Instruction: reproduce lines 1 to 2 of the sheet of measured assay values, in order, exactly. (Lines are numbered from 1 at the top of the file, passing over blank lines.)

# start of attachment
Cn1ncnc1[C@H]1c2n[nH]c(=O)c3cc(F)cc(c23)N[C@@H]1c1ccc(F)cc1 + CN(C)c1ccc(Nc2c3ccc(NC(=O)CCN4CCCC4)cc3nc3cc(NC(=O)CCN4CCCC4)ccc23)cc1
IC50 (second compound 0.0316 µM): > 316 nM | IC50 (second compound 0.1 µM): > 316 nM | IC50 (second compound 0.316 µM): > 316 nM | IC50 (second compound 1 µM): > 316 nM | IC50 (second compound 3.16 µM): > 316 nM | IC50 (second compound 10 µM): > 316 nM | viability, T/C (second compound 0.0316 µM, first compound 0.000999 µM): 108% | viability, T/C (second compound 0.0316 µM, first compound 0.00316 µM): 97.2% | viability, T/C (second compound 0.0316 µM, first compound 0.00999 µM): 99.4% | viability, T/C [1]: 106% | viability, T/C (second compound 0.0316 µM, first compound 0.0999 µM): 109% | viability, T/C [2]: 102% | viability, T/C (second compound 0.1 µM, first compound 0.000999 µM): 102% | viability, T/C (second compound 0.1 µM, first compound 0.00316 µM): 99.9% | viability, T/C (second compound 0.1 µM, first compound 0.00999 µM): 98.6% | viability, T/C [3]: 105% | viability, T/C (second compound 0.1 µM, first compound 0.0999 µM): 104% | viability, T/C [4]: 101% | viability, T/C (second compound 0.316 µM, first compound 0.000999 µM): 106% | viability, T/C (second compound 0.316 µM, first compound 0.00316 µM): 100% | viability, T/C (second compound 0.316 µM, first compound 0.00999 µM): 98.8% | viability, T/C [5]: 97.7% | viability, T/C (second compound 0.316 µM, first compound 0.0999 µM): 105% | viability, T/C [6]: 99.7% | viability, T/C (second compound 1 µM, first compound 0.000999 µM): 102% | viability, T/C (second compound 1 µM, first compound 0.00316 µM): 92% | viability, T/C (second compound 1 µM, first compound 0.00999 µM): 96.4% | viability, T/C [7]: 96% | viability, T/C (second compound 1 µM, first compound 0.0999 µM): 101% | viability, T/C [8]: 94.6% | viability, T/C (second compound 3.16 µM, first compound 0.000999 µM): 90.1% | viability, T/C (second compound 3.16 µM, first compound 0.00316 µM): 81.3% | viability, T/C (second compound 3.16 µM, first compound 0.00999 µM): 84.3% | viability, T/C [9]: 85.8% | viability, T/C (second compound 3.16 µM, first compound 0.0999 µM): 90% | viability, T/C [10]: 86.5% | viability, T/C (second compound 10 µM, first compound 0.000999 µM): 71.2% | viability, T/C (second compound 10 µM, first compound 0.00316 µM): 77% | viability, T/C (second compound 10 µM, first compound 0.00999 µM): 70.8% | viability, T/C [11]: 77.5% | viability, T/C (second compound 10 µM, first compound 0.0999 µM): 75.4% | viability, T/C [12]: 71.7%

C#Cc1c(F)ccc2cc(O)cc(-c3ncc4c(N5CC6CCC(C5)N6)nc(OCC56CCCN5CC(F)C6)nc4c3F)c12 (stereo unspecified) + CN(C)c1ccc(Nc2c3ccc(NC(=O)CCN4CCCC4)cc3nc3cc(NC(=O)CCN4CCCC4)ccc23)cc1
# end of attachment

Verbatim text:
Cn1ncnc1[C@H]1c2n[nH]c(=O)c3cc(F)cc(c23)N[C@@H]1c1ccc(F)cc1 + CN(C)c1ccc(Nc2c3ccc(NC(=O)CCN4CCCC4)cc3nc3cc(NC(=O)CCN4CCCC4)ccc23)cc1
IC50 (second compound 0.0316 µM): > 316 nM | IC50 (second compound 0.1 µM): > 316 nM | IC50 (second compound 0.316 µM): > 316 nM | IC50 (second compound 1 µM): > 316 nM | IC50 (second compound 3.16 µM): > 316 nM | IC50 (second compound 10 µM): > 316 nM | viability, T/C (second compound 0.0316 µM, first compound 0.000999 µM): 108% | viability, T/C (second compound 0.0316 µM, first compound 0.00316 µM): 97.2% | viability, T/C (second compound 0.0316 µM, first compound 0.00999 µM): 99.4% | viability, T/C [1]: 106% | viability, T/C (second compound 0.0316 µM, first compound 0.0999 µM): 109% | viability, T/C [2]: 102% | viability, T/C (second compound 0.1 µM, first compound 0.000999 µM): 102% | viability, T/C (second compound 0.1 µM, first compound 0.00316 µM): 99.9% | viability, T/C (second compound 0.1 µM, first compound 0.00999 µM): 98.6% | viability, T/C [3]: 105% | viability, T/C (second compound 0.1 µM, first compound 0.0999 µM): 104% | viability, T/C [4]: 101% | viability, T/C (second compound 0.316 µM, first compound 0.000999 µM): 106% | viability, T/C (second compound 0.316 µM, first compound 0.00316 µM): 100% | viability, T/C (second compound 0.316 µM, first compound 0.00999 µM): 98.8% | viability, T/C [5]: 97.7% | viability, T/C (second compound 0.316 µM, first compound 0.0999 µM): 105% | viability, T/C [6]: 99.7% | viability, T/C (second compound 1 µM, first compound 0.000999 µM): 102% | viability, T/C (second compound 1 µM, first compound 0.00316 µM): 92% | viability, T/C (second compound 1 µM, first compound 0.00999 µM): 96.4% | viability, T/C [7]: 96% | viability, T/C (second compound 1 µM, first compound 0.0999 µM): 101% | viability, T/C [8]: 94.6% | viability, T/C (second compound 3.16 µM, first compound 0.000999 µM): 90.1% | viability, T/C (second compound 3.16 µM, first compound 0.00316 µM): 81.3% | viability, T/C (second compound 3.16 µM, first compound 0.00999 µM): 84.3% | viability, T/C [9]: 85.8% | viability, T/C (second compound 3.16 µM, first compound 0.0999 µM): 90% | viability, T/C [10]: 86.5% | viability, T/C (second compound 10 µM, first compound 0.000999 µM): 71.2% | viability, T/C (second compound 10 µM, first compound 0.00316 µM): 77% | viability, T/C (second compound 10 µM, first compound 0.00999 µM): 70.8% | viability, T/C [11]: 77.5% | viability, T/C (second compound 10 µM, first compound 0.0999 µM): 75.4% | viability, T/C [12]: 71.7%